If Ideas Had Shapes

A quoteblog ranging from philosophers in bathrobes to galaxy-rises

Tag: ignorance

Douglas Hofstadter – Le ton beau de Marot (1997)

…the nice thing about having a brain is that one can learn, that ignorance can be supplanted by knowledge, and that small bits of knowledge can gradually pile up into substantial heaps.

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Lewis Thomas – Late Night Thoughts on Listening to Mahler’s Ninth Symphony (1983)

It is the very strangeness of nature that makes science engrossing. That ought to be at the center of science teaching. …

…Science, especially twentieth-century science, has provided us with a glimpse of something we never really knew before, the revelation of human ignorance. We have been used to the belief, down one century after another, that we more or less comprehend everything bar one or two mysteries like the mental processes of our gods.

“Humanities and Science”

Harry Frankfurt – On Bullshit (1986)

Bullshit is unavoidable whenever circumstances require someone to talk without knowing what he is talking about.

John Milton – Paradise Lost (1674)

…Knowledge forbidd’n?
Suspicious, reasonless. Why should thir Lord
Envie them that? can it be sin to know,
Can it be death? and do they onely stand
By Ignorance, is that thir happie state,
The proof of thir obedience and thir faith?

Hence will I excite thir minds
With more desire to know, and to reject
Envious commands, invented with designe
To keep them low whom knowledge might exalt
Equal with Gods;…

(wherein Milton tries to make curiosity the bogeyman by giving one of the most thoughtful passages to Satan)

Christopher Hitchens – Hitch-22 (2010)

It is not only true that the test of knowledge is an acute and cultivated awareness of how little one knows (as Socrates knew so well), it is true that the unbounded areas and fields of one’s ignorance are now expanding in such a way, and at such a velocity, as to make the contemplation of them almost fantastically beautiful.

Leslie Stephen – An Agnostic’s Apology (1893)

We are a company of ignorant beings, feeling our way through mists and darkness, learning only by incessantly repeated blunders, obtaining a glimmering of truth by falling into every conceivable error, dimly discerning light enough for our daily needs, but hopelessly differing whenever we attempt to describe the ultimate origin or end of our paths; and yet when one of us ventures to declare that we don’t know the map of the universe as well as the map of our infinitesimal parish, he is hooted, reviled, and perhaps told that he will be damned to all eternity for his faithlessness.

(quoted in The Portable Atheist)

Charles Darwin – The Descent of Man (1871)

The judgment of the community will generally be guided by some rude experience of what is best in the long run for all the members; but this judgment will not rarely err from ignorance and weak powers of reasoning. Hence the strangest customs and superstitions, in complete opposition to the true welfare and happiness of mankind, have become all-powerful throughout the world….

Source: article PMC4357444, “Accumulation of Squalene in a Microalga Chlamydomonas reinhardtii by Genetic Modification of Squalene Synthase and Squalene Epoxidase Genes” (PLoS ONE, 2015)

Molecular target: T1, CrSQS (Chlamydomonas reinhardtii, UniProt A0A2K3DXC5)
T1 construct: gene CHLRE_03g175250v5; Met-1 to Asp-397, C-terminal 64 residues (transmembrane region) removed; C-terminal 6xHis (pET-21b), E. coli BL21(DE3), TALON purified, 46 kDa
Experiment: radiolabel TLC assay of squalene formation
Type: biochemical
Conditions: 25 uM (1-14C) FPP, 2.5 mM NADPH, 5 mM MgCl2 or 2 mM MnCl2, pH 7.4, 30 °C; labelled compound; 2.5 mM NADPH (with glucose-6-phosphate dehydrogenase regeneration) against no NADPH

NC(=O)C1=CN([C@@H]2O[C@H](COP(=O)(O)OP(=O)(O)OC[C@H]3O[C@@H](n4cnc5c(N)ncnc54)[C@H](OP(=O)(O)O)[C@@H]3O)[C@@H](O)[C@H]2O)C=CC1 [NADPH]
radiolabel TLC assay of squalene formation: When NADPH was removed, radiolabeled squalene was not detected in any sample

How so many absurd rules of conduct, as well as so many absurd religious beliefs, have originated, we do not know; nor how it is that they have become, in all quarters of the world, so deeply impressed on the mind of men; but it is worthy of remark that a belief constantly inculcated during the early years of life, while the brain is impressible, appears to acquire almost the nature of an instinct; and the very essence of an instinct is that it is followed independently of reason.

Alan Lightman – Dance for Two (1996)

…Eventually, a large fraction of the trillion neurons in the man’s brain become involved with computing the visual and auditory data just acquired. Sodium and potassium gates open and close. Electrical currents speed along neuron fibers. Molecules flow from one nerve ending to the next.

All of this is known. What is not known is why, after about a minute, the man walks over to the woman and smiles.

Carl Sagan – The Demon-Haunted World (1995)

We’ve arranged a global civilization in which most crucial elements – transportation, communications, and all other industries; agriculture, medicine, education, entertaining, protecting the environment; and even the key democratic institution of voting – profoundly depend on science and technology. We have also arranged things so that almost no one understands science and technology. This is a prescription for disaster. We might get away with it for a while, but sooner or later this combustible mixture of ignorance and power is going to blow up in our faces.

Carl Sagan – The Demon-Haunted World (1995)

Science is more than a body of knowledge; it is a way of thinking. I have a foreboding of an America in my children’s or grandchildren’s time – when the United States is a service and information economy; when nearly all the key manufacturing industries have slipped away to other countries; when awesome technological powers are in the hands of a very few, and no one representing the public interest can even grasp the issues; when the people have lost the ability to set their own agendas or knowledgeably question those in authority; when, clutching our crystals and nervously consulting our horoscopes, our critical faculties in decline, unable to distinguish between what feels good and what’s true, we slide, almost without noticing, back into superstition and darkness.